A Four-Day Work Week Would Be Awesome…Or Would It?
After a nice long four-day holiday weekend over Thanksgiving, I found myself thinking how nice it would be to have a shorter work week. Of course, a radio station must always be “on.” There are no days when we’re “closed.” Well, our offices close, but we must have music and programming coming out of those speakers every day. But nowadays many businesses are finding that more employees would rather work four 10-hour days rather than five 8-hour days. Do you think a 4-day work week is better?
The Changing Environment Of America’s Workplace
The COVID-19 pandemic certainly changed the working environment of America’s businesses. In fact, it altered those environments all over the world. Many employees worked remotely for months at a time. Then, when things started getting back to normal, many still worked remotely a few days per week. Those types of schedules persist in American companies.
However, according to an article by Jim Clifton on Gallup.com, many businesses are encouraging their employees to return to the office full time. In fact, some companies are demanding workers come back. They’re even threatening to fire employees who refuse. Clifton’s article claims that a recent Gallup poll shows “90% of office workers do not want to return to the old ways of working.” So, how will this situation play out in the coming months and years?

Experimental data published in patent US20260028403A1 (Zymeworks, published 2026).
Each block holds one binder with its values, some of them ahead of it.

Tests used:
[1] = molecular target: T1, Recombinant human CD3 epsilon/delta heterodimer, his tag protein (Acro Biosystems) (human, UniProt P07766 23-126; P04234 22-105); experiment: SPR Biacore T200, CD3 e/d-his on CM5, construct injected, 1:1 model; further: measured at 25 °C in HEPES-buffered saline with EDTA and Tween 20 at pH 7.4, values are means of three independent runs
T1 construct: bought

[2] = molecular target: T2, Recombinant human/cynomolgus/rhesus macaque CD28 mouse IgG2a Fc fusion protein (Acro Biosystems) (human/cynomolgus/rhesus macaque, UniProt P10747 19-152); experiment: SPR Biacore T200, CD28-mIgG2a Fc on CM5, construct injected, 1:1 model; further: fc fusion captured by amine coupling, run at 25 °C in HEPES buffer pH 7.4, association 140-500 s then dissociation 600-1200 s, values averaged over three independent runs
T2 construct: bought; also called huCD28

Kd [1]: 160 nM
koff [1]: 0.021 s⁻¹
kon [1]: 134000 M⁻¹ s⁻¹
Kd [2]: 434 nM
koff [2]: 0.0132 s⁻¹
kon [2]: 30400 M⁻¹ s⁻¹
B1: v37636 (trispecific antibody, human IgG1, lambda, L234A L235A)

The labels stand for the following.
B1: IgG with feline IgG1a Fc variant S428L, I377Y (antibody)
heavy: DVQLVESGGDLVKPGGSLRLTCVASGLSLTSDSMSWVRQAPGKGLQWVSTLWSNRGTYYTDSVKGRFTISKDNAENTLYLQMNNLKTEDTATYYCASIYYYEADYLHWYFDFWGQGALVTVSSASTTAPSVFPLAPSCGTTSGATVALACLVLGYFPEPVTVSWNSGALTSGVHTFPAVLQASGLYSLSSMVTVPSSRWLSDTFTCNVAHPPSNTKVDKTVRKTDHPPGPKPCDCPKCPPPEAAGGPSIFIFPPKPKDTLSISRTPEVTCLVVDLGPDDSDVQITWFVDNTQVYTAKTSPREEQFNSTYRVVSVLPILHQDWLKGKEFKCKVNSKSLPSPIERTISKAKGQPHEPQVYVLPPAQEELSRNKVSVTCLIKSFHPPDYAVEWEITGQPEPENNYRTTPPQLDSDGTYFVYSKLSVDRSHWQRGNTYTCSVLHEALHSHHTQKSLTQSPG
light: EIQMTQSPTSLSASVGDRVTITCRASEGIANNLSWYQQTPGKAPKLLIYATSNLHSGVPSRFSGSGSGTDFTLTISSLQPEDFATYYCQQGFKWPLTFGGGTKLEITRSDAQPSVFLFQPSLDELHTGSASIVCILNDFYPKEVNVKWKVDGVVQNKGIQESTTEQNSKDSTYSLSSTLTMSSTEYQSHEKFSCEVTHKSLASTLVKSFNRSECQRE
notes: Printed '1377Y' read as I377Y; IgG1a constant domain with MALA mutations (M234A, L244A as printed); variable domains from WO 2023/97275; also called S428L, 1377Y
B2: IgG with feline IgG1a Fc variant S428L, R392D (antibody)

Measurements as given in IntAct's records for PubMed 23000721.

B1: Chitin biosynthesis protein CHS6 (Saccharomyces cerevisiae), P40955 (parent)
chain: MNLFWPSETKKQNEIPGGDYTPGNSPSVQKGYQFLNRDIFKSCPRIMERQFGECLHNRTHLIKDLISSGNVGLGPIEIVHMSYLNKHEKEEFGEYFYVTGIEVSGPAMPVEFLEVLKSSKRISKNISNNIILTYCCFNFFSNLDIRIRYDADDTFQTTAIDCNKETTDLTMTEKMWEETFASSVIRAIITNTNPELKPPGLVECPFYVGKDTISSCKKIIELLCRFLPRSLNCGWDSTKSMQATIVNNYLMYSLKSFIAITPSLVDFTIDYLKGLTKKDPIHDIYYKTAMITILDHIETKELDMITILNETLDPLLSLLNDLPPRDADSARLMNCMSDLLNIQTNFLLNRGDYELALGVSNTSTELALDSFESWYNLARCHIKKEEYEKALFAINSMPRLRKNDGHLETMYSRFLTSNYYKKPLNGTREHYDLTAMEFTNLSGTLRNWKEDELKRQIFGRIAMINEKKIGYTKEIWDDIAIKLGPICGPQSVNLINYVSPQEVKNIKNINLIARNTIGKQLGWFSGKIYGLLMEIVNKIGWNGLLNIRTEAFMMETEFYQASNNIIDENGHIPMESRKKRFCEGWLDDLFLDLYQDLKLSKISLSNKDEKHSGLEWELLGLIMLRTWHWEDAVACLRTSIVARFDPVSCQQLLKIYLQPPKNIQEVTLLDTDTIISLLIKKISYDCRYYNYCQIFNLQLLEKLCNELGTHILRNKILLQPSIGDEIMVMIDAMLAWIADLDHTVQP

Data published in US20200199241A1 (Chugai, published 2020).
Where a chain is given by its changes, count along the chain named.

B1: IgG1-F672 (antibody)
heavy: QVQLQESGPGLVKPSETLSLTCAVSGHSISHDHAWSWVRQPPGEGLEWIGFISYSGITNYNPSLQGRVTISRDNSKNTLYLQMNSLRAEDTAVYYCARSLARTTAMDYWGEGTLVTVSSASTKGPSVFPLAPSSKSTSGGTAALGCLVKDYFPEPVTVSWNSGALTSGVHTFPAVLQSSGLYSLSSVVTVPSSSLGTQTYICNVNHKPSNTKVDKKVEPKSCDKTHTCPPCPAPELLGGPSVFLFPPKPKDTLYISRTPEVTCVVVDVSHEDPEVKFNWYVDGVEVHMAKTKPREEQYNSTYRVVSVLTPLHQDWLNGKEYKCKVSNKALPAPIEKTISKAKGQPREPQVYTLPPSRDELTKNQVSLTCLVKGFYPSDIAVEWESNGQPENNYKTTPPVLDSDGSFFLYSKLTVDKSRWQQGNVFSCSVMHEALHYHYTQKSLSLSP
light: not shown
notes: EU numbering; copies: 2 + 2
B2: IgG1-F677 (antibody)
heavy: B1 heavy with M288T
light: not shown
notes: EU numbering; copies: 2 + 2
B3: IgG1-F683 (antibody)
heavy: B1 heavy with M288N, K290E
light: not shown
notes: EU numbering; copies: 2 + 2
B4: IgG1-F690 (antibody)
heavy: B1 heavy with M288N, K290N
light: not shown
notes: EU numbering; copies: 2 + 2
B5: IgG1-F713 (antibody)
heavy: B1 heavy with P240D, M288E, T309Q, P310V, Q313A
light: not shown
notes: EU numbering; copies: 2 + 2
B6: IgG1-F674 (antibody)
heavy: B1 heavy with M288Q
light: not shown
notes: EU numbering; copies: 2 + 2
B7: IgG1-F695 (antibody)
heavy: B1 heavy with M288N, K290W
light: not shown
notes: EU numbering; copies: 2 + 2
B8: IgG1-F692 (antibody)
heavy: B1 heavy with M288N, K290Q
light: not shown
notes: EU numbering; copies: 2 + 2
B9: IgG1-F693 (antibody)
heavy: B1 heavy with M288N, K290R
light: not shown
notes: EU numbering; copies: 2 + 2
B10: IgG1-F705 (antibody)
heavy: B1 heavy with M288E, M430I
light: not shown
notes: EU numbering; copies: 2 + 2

Study Reveals Benefits And Drawbacks Of 4-Day Work Week
Recent studies show that many Americans feel a 4-day work week would be better than the typical 5-day work week. In fact, an article by Jim Harter on Gallup.com states that 44% of us would actually change jobs just to work four 10-hour days rather than five 8-hour days. But Harter’s article goes on to discuss the benefits and drawbacks of that 4-day work week.
Harter cites studies which show that working four 10-hour days actually causes more burnout than working five 8-hour days. As a matter of fact, the numbers show that those working four days per week were slightly less engaged in doing their jobs than those working five days a week.
I would tend to agree with Harter’s assessment of these numbers. All things considered, the benefits and drawbacks depend on whether you enjoy your work. If you love what you do for a living, working longer but fewer days doesn’t really matter as much. However, if you are dissatisfied with your job, watching the clock for two extra hours a day just to get a three-day weekend may seem like sheer torture.
Scroll down for more content that you may enjoy.